Notice that they are named as “advisors” to the USPTO, but their full-time roles are not mentioned. In response to the Wayfinder piece, the Journal explained that the roles had changed “at the last minute.” That is, right before publication, they apparently went from being full-time employees to mere advisors:

Ms. Ann Norman Assistant Editor, JEP relayed the following, “Stuart Graham was Chief Economist at USPTO and now is an Expert Advisor. That status changed only at the last minute, apparently, at the last stages of preparing to send this paper for printing…

“So the authors did disclose their potential conflicts of interest to us, and it was/is an editorial decision as to whether these conflicts were significant enough to post online. We can, in-fact still post the full disclosure statements with the paper, though of course it is too late to mention in the paper itself that the online disclosure statement exists.”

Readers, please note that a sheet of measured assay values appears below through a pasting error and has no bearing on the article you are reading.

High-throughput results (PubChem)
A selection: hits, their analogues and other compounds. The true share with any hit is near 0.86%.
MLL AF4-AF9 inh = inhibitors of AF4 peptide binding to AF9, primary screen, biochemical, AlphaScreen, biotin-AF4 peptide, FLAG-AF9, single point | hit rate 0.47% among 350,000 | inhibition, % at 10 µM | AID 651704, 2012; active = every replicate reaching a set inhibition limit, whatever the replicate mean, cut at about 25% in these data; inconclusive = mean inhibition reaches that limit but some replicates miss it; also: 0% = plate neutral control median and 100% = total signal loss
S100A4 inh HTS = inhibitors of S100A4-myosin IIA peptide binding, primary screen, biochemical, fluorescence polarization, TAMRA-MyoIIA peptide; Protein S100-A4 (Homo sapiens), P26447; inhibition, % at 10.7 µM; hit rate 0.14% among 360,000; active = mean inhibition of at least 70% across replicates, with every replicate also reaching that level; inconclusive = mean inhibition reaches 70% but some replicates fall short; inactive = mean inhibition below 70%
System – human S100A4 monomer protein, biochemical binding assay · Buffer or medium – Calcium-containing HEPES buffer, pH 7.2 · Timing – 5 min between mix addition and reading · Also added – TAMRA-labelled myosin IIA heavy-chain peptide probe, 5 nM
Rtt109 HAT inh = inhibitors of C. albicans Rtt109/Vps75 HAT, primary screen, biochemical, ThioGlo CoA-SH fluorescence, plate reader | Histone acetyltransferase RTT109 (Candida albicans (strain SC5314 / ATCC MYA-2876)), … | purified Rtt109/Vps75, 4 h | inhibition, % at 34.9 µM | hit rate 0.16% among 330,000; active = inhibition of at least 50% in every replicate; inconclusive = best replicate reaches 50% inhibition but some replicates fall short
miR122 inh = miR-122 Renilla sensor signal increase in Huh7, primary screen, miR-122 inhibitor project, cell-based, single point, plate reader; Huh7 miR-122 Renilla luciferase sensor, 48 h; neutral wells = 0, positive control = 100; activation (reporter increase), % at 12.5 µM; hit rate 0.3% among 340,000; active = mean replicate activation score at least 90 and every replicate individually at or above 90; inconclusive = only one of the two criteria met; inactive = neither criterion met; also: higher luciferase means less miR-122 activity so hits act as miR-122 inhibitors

From the sound of that, it certainly appears that the paper itself was written while they were still employed by the USPTO. Given that, it seems highly appropriate for the paper to make their former full-time employment clear. While it’s good that Graham and Vishnubhakat disclosed the proper info, it’s unfortunate that the Journal of Economic Perspectives more or less tried to bury this important piece of information.